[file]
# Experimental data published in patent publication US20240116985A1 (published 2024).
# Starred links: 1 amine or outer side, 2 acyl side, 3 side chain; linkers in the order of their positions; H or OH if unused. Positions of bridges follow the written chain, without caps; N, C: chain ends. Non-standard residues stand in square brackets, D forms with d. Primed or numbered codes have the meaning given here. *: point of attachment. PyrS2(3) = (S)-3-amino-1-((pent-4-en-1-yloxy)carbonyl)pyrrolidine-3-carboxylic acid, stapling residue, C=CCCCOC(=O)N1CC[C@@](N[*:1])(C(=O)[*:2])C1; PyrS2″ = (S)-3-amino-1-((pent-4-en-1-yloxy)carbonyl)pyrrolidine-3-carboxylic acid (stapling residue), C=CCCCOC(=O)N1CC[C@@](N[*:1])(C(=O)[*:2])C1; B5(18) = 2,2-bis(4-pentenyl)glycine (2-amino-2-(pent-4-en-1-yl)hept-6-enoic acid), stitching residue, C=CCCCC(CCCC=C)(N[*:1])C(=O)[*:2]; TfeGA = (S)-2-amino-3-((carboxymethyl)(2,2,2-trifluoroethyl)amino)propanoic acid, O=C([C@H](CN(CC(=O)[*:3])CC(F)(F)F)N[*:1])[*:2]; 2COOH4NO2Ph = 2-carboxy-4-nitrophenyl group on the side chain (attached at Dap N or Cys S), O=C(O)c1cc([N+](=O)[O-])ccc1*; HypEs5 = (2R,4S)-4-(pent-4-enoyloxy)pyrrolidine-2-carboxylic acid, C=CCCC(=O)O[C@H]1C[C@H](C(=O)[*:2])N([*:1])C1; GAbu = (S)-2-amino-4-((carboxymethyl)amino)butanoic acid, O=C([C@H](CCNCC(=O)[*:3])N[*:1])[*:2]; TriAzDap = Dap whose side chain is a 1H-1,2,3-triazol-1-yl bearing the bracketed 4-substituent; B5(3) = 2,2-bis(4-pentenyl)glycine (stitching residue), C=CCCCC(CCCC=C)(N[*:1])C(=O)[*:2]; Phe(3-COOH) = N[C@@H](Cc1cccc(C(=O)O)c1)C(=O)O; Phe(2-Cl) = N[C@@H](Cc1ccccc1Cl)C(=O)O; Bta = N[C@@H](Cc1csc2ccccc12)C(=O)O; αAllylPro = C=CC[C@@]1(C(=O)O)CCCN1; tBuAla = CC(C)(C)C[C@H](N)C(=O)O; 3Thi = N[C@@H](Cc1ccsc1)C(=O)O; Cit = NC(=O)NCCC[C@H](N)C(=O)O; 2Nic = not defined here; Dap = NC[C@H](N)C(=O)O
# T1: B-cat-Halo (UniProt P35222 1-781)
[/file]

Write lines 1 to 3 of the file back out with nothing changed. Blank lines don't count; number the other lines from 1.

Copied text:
# Experimental data published in patent publication US20240116985A1 (published 2024).
# Starred links: 1 amine or outer side, 2 acyl side, 3 side chain; linkers in the order of their positions; H or OH if unused. Positions of bridges follow the written chain, without caps; N, C: chain ends. Non-standard residues stand in square brackets, D forms with d. Primed or numbered codes have the meaning given here. *: point of attachment. PyrS2(3) = (S)-3-amino-1-((pent-4-en-1-yloxy)carbonyl)pyrrolidine-3-carboxylic acid, stapling residue, C=CCCCOC(=O)N1CC[C@@](N[*:1])(C(=O)[*:2])C1; PyrS2″ = (S)-3-amino-1-((pent-4-en-1-yloxy)carbonyl)pyrrolidine-3-carboxylic acid (stapling residue), C=CCCCOC(=O)N1CC[C@@](N[*:1])(C(=O)[*:2])C1; B5(18) = 2,2-bis(4-pentenyl)glycine (2-amino-2-(pent-4-en-1-yl)hept-6-enoic acid), stitching residue, C=CCCCC(CCCC=C)(N[*:1])C(=O)[*:2]; TfeGA = (S)-2-amino-3-((carboxymethyl)(2,2,2-trifluoroethyl)amino)propanoic acid, O=C([C@H](CN(CC(=O)[*:3])CC(F)(F)F)N[*:1])[*:2]; 2COOH4NO2Ph = 2-carboxy-4-nitrophenyl group on the side chain (attached at Dap N or Cys S), O=C(O)c1cc([N+](=O)[O-])ccc1*; HypEs5 = (2R,4S)-4-(pent-4-enoyloxy)pyrrolidine-2-carboxylic acid, C=CCCC(=O)O[C@H]1C[C@H](C(=O)[*:2])N([*:1])C1; GAbu = (S)-2-amino-4-((carboxymethyl)amino)butanoic acid, O=C([C@H](CCNCC(=O)[*:3])N[*:1])[*:2]; TriAzDap = Dap whose side chain is a 1H-1,2,3-triazol-1-yl bearing the bracketed 4-substituent; B5(3) = 2,2-bis(4-pentenyl)glycine (stitching residue), C=CCCCC(CCCC=C)(N[*:1])C(=O)[*:2]; Phe(3-COOH) = N[C@@H](Cc1cccc(C(=O)O)c1)C(=O)O; Phe(2-Cl) = N[C@@H](Cc1ccccc1Cl)C(=O)O; Bta = N[C@@H](Cc1csc2ccccc12)C(=O)O; αAllylPro = C=CC[C@@]1(C(=O)O)CCCN1; tBuAla = CC(C)(C)C[C@H](N)C(=O)O; 3Thi = N[C@@H](Cc1ccsc1)C(=O)O; Cit = NC(=O)NCCC[C@H](N)C(=O)O; 2Nic = not defined here; Dap = NC[C@H](N)C(=O)O
# T1: B-cat-Halo (UniProt P35222 1-781)